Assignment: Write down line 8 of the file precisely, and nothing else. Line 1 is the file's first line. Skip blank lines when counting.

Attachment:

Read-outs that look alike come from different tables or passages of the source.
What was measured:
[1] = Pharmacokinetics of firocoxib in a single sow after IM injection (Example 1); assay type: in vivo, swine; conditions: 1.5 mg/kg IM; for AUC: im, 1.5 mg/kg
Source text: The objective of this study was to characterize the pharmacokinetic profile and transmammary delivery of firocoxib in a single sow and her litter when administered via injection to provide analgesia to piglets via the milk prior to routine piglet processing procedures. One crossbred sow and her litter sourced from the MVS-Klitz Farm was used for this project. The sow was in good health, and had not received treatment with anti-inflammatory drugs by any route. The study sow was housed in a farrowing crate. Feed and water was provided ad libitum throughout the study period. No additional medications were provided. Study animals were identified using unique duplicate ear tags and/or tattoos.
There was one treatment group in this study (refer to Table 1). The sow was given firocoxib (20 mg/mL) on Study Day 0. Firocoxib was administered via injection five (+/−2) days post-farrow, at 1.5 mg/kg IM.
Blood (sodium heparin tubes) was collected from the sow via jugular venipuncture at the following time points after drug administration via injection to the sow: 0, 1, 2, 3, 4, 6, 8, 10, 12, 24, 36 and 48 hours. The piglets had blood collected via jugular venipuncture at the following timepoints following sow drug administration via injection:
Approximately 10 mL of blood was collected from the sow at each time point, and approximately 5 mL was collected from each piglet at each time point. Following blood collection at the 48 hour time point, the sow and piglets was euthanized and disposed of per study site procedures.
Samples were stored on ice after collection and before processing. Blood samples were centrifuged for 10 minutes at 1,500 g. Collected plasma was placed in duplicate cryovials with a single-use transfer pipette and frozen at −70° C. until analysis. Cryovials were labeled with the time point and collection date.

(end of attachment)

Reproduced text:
Samples were stored on ice after collection and before processing. Blood samples were centrifuged for 10 minutes at 1,500 g. Collected plasma was placed in duplicate cryovials with a single-use transfer pipette and frozen at −70° C. until analysis. Cryovials were labeled with the time point and collection date.